Besides those principles, if you want to understand the constitutional background to the current crisis you also need to understand the Fixed-term Parliaments Act (FTPA). What the FTPA does is to remove the Queen’s (in effect the PM’s) power to dissolve parliament before the fifth anniversary of the previous election, and to provide that an election is to be held earlier than that in only two cases. The first case is when two-thirds of MPs vote for one (which is how the 2017 election came to be held). But the second case is more relevant for our purposes: it is when (a) the government loses a vote of no confidence worded in a particular way—“This House has no confidence in Her Majesty’s Government” (I will call this “an FTPA NC motion”)—and (b) within the next 14 days no further motion is passed which says that “This House has confidence in Her Majesty’s Government.”
How does the FTPA alter the principles set out above? The general, and in my opinion much better, view is that it does not alter them. Perhaps most obviously, as the Public Administration Select Committee correctly reported a few years ago, there is (despite some rather confused evidence given to it by government ministers) nothing in the language or context of the FTPA to suggest that parliament intended it to alter the principle that a government has to resign—subject to the first principle—if it loses a vote of confidence (or Budget or Queen’s speech), whether or not the vote is an FTPA NC motion. (Such a motion might be, for example, that “This House has no confidence in Her Majesty’s Government’s policy in relation to the EU.”)
The difficulty in the case of a non-FTPA no confidence motion is that—if no alternative government capable of surviving can be formed—the option of an election is not open. But, in practice, in such a situation either an FTPA NC motion would be passed—setting in train the process leading to an election—or the government would recover confidence (for example, by abandoning the policy that had got it into trouble).
Further, even if an FTPA NC is passed, there is no reason to suppose that the third principle above has ceased to apply, i.e. that the FTPA alters the convention that a PM who has lost a no confidence motion must resign if there is an alternative government capable of surviving. Indeed, the situation in which a government might lose a confidence vote but another government could be formed out of a different constellation of parties was very much on the table—at least arithmetically—in the parliament during which the FTPA was passed.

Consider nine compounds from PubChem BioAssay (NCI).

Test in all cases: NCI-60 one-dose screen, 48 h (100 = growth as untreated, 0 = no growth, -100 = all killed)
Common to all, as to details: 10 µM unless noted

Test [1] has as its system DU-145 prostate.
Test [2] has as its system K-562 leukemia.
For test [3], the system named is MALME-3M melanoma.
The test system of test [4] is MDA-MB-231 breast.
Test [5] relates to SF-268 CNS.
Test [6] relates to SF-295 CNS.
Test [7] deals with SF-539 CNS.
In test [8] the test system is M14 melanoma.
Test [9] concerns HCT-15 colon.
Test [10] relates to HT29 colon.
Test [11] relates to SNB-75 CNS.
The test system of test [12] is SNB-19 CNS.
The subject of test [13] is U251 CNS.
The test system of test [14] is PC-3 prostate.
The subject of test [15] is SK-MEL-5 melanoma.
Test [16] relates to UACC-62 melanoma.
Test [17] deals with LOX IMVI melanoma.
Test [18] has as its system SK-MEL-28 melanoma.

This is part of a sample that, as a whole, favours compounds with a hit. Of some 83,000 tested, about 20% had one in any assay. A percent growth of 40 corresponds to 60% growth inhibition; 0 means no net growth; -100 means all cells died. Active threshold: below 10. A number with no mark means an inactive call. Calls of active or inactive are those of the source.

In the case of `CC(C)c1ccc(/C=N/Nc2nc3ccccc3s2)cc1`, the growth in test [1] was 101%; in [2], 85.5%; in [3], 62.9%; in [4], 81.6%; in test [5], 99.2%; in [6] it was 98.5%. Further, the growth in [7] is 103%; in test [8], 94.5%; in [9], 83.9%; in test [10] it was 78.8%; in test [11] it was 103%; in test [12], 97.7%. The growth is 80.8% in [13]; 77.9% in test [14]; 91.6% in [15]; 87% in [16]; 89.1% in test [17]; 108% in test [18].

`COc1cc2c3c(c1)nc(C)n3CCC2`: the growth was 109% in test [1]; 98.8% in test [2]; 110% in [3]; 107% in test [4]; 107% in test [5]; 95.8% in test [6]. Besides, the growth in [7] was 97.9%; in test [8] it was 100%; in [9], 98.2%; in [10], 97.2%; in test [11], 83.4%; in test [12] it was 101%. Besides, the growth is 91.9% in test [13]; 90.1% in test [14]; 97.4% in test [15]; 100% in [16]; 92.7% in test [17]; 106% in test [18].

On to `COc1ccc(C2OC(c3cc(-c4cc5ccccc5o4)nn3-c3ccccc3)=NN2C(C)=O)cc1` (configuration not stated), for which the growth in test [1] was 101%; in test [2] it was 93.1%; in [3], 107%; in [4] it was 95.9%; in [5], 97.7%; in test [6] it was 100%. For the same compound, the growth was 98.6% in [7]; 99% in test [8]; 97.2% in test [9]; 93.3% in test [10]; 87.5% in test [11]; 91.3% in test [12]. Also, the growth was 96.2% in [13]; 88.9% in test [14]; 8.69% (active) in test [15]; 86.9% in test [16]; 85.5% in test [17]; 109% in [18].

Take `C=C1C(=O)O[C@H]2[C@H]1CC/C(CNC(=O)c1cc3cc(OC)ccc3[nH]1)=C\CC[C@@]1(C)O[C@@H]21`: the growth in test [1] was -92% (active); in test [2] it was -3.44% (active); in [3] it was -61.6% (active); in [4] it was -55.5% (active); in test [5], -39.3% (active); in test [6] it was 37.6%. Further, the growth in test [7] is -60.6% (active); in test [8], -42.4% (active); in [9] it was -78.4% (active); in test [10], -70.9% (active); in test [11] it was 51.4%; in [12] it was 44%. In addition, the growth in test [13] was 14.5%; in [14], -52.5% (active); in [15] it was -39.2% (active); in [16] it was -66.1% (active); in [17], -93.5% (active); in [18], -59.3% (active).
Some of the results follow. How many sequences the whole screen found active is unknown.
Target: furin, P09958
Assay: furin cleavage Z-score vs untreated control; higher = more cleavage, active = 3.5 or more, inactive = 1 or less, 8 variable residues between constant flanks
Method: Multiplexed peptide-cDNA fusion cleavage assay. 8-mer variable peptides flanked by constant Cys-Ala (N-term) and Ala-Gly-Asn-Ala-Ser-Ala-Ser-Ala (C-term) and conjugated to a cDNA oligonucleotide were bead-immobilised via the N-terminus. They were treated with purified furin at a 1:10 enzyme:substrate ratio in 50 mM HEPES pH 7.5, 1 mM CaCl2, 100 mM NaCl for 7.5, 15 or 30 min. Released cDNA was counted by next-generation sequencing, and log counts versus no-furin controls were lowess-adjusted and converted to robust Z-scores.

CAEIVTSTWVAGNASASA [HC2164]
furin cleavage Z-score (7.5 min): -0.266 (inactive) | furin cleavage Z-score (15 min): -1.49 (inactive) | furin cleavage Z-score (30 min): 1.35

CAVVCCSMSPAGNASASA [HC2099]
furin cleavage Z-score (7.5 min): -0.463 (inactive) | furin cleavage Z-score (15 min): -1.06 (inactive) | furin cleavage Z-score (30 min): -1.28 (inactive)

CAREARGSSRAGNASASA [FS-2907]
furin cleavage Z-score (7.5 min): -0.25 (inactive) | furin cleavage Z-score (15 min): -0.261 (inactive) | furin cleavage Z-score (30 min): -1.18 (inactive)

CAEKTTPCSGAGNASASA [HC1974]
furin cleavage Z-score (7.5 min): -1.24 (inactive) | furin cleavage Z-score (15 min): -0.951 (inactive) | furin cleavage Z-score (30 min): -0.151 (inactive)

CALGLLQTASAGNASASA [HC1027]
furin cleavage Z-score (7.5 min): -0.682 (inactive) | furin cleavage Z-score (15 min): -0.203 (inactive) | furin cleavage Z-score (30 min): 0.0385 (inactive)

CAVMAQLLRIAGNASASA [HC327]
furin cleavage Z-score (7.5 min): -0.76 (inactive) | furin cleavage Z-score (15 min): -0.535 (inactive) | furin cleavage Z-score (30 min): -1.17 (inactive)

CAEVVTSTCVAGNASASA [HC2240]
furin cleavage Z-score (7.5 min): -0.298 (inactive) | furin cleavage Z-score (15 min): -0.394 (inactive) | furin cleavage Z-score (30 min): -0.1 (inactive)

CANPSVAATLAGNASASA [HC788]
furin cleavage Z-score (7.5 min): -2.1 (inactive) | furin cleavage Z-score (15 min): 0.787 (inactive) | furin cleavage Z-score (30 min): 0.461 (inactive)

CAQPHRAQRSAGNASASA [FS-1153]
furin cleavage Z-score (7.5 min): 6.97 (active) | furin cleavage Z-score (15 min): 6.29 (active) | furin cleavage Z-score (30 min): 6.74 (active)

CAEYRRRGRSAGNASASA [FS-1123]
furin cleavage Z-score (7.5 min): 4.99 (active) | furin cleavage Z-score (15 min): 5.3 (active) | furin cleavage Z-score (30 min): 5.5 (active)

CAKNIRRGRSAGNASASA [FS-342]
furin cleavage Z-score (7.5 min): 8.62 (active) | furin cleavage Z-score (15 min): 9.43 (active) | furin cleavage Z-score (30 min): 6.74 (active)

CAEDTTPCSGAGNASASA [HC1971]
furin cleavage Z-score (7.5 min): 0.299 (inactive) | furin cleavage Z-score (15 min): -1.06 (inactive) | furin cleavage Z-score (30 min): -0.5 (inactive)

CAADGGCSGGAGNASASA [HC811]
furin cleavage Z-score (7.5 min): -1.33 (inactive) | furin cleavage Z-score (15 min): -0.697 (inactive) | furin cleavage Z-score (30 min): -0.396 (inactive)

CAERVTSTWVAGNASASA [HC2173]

From all this, we can pull together some conclusions about how the Johnson government might be ejected from office.
- If Johnson loses a non-FTPA vote of confidence, and if an alternative government led by X is capable of surviving, he must resign (third principle). Not resigning would also breach the second principle, as it would require the Queen to decide whether to dismiss him (if he resigned, she would, non-controversially, appoint X as PM).
- If he loses an FTPA NC motion, there are 14 days in which to see if either he can regain confidence or if an alternative government led by X is capable of surviving. In the latter case, he must resign (see the previous bullet point). If neither happens, there is a general election with a date set by Johnson.
- As there are doubts about whether Johnson would be prepared to respect the convention—and democratic principle—that during an election period, governments do not take decisions that pre-empt the choice to be made by voters, it would be possible in the 14-day period for a key group of MPs to make it clear to him that unless he agreed to seek an Article 50 extension, or to set an election date before Halloween, they would support an alternative government. That would prevent Johnson running down the Article 50 timer and pushing Britain off the no-deal cliff edge before the voters could stop him.
Whether an alternative government capable of surviving could be formed is of course a deeply political question. And one that is beyond the scope of this article. But the constitutional position is that if one can be found, then the Commons can force Johnson to resign and replace him with someone else in time to stop a no-deal Brexit.